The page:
6. The workman filed a written statement opposing the application filed by the management for grant of approval under Section 33(2)(b) proviso. In particular in paragraph 3 of his counter-affidavit he has stated that he was served with the order of dismissal on April 24, 1963 and that he was required to collect his salary as well as one month's wages. According to him the Accountant has delayed paying the amount and the same was ultimately given to him on May 7, 1963, although his dismissal has been made effective from April 19, 1963. He has further referred to the fact that the application before the Industrial Tribunal has been made only on April 29, 1963. On these facts he has taken a plea that the management has given no explanation for the delay in filing the application for approval. According to him, the order of dismissal has been passed in contravention of Section 33(2)(b) of the Act. He has also taken various pleas regarding the allegations made against him in respect of which the inquiry was held by the management.

7. The workman was represented by a counsel before the Industrial Tribunal. The latter by its order dated July 29, 1963, after setting out the facts, and the contentions has ultimately rejected the plea of the workman that his dismissal was not proper. In the end the Tribunal held 'there is a clear prima facie case against the opponent. The approval sought is therefore granted.' A perusal of the order of the Industrial Tribunal shows that though the workman had specifically raised in his written statement that there has been a violation of Section 33(2)(b), when the appellant passed the order of dismissal, this plea was not at all agitated before the Tribunal. , In fact there is no discussion in the order of the Tribunal on this aspect. The only contention that appears to have been pressed before the Tribunal by the workman, who was represented by a lawyer was that he has not disobeyed any orders of the management. He has further pleaded that it was not a part of his duties to help the gardener. In view of this defence, he urged that the order of dismissal was improper. That is why the Industrial Tribunal considered only this aspect and came to the conclusion that the workman's plea is not true and that approval has to be granted.

8. The workman filed before the High Court of Bombay Special Civil Application No. 1838 of 1963 under Article 227 of the Constitution. After raising various grounds of attack against the order of the Industrial Tribunal granting approval, he plead ed that the order of dismissal has been passed in contravention of Section 33(2)(b) of the Act and, therefore, the Industrial Tribunal was not justified in granting approval asked for by the management.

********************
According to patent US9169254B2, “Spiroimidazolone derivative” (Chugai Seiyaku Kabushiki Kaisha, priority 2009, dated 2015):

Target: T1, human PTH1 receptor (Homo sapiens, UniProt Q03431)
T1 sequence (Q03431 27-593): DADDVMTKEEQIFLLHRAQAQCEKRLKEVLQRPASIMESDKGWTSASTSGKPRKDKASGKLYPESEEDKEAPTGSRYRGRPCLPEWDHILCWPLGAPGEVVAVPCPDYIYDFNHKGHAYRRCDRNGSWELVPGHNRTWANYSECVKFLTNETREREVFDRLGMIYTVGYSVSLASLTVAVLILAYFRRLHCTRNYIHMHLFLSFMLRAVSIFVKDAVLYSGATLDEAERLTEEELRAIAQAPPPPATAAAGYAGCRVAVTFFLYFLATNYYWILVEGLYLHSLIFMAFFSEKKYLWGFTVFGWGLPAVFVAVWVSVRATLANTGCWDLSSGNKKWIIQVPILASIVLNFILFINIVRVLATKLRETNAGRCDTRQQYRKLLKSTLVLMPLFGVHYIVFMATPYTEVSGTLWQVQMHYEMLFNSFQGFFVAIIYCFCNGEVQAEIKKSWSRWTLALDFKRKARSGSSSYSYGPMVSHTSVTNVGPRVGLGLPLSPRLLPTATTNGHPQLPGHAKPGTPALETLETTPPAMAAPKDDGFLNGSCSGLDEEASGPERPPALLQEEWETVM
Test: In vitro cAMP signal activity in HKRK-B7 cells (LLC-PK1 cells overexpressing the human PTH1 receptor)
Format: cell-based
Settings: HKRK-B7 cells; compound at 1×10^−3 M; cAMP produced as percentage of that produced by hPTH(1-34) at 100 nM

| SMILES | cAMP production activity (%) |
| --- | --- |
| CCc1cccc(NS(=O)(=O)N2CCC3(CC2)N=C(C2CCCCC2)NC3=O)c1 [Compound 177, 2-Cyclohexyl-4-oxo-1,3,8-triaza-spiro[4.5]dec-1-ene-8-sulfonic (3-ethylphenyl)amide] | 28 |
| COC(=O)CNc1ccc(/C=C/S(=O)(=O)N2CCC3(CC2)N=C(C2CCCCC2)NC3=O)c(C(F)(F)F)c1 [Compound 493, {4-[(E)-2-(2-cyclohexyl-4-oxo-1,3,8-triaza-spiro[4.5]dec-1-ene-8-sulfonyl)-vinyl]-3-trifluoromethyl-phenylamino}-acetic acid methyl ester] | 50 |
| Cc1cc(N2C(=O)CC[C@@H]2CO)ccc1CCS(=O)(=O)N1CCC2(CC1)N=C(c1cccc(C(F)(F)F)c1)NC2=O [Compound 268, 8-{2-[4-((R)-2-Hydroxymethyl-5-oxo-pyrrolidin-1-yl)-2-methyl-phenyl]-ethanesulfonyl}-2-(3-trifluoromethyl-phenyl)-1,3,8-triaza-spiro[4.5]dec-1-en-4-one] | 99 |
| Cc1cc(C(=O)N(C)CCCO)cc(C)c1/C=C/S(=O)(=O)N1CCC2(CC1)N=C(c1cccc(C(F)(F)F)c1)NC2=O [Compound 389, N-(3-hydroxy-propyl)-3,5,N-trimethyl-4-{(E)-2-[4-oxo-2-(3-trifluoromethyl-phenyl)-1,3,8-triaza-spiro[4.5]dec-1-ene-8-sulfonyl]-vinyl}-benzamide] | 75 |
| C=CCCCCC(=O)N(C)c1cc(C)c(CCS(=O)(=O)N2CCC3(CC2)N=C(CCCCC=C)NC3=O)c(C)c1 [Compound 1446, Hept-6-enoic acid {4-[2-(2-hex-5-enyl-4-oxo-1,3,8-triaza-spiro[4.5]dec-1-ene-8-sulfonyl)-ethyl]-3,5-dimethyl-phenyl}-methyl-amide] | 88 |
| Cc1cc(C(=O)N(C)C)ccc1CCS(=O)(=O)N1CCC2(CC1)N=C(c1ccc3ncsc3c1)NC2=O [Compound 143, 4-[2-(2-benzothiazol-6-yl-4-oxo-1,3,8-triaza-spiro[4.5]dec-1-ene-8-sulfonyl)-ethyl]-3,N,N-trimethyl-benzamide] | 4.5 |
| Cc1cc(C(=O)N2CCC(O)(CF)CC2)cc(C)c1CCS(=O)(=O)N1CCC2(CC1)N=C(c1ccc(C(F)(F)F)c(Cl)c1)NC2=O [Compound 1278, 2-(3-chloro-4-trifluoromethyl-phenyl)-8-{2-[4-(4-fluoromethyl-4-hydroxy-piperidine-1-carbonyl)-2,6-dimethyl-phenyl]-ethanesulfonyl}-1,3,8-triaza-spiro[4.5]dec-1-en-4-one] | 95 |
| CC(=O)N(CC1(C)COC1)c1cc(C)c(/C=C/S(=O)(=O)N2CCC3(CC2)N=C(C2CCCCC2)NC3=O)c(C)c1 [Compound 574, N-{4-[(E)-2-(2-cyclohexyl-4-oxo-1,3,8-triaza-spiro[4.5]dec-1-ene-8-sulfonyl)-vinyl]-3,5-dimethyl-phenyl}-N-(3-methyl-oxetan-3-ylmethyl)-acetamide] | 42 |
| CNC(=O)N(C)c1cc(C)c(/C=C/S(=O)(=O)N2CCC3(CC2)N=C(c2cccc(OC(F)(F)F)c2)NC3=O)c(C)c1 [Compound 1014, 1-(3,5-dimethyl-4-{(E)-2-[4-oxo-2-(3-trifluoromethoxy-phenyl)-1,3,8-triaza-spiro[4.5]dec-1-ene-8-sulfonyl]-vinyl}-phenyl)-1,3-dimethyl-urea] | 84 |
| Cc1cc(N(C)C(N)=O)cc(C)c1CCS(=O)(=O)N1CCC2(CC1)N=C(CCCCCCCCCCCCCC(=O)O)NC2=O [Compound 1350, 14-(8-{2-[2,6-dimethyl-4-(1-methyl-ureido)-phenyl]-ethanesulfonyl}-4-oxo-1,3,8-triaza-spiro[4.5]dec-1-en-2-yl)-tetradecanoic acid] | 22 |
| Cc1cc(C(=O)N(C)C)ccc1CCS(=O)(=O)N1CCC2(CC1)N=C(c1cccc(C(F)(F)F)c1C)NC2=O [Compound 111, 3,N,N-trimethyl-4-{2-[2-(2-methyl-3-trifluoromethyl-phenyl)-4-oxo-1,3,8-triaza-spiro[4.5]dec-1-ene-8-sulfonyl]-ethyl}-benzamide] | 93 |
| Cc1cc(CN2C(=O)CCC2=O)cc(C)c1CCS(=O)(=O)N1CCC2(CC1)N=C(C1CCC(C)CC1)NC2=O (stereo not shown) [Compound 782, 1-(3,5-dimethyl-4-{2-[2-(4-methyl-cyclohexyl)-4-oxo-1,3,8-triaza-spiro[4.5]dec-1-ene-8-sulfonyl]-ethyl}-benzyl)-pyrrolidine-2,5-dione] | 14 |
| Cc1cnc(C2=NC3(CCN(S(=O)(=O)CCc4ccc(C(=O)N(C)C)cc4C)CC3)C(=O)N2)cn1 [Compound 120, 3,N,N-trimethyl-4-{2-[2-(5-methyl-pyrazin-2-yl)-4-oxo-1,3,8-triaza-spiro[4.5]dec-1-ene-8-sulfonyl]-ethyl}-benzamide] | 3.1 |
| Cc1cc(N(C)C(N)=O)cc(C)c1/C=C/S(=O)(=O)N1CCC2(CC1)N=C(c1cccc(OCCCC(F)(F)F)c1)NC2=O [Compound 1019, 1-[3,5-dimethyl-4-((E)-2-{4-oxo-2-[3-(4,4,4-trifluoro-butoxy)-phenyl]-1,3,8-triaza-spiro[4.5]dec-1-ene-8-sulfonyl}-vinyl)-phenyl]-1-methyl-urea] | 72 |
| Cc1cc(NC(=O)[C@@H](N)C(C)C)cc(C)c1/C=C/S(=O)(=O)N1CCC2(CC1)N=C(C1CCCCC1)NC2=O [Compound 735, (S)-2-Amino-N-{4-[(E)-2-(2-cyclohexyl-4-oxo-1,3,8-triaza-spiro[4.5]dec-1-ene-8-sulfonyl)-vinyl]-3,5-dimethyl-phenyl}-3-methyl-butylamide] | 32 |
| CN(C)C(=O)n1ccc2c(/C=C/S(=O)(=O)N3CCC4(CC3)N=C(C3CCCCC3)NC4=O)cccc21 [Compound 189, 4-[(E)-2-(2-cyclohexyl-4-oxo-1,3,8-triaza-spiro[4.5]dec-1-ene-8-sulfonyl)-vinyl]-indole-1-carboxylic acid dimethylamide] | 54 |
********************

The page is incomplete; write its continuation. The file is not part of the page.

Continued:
9. It is significant to note that there is no averment in the writ petition that the Industrial Tribunal did not consider the plea of contravention of Section 33(2)(b) though it was raised and argued before it. It is also significant that the same lawyer who re presented the workman before the Industrial Tribunal appeared for him before the High Court in the Writ Petition. The appellant contended that the Industrial Tribunal, after a consideration of the material on record was satisfied that a prima facie case has been made out for the grant of approval and that it is on that basis that the order of the Industrial Tribunal came to be passed. It was further pleaded that the Industrial Tribunal's finding being on facts, there was no scope for interfering under Article 227.

10. The High Court, by its judgment and order dated February 11, 1965 held that the grant of approval by the Industrial Tribunal was not justified. The only question that has been considered by the High Court was whether there has been a violation by the management of Section 33(2)(b) of the Act. The High Court's view is that the appellant herein could have prepared the application for approval even on the date when the order of dismissal was passed, namely, April 19, 1963 and could have filed it immediately without waiting for the workman being served with the order of dismissal. On this basis the High Court ultimately held that there has been a delay of three days in making the application before the Industrial Tribunal and that delay has not been satisfactorily explained by the management. The High Court set aside the order passed by the Industrial Tribunal granting approval to the action taken by the appellant.

11. It is the above order of the High Court that is challenged by Mr. S. V. Gupte, learned Counsel appearing for the appellant, in this appeal. Mr. Gupte raised three contentions (1) that the High Court had no jurisdiction under Article 227 to interfere with the finding of fact recorded by the Industrial Tribunal when it granted approval as asked for by the management, especially when there was no error apparent on the record: (2) that though the workman raised the plea of violation of Section 33(2)(b) in his written statement, that contention was not pursued before the Industrial Tribunal and therefore the High Court was not justified in entertaining that plea-specially when there was no averment by the workman in the writ petition that though the point was raised and argued, was not decided and adjudicated upon by the Industrial Tribunal, and (3) in any event the dates adverted to clearly show that the order of dismissal, the tender of wages and the application for approval have all been taken by the management simultaneously as a part of the same transaction and that there has been no delay, as wrongly assumed by the High Court.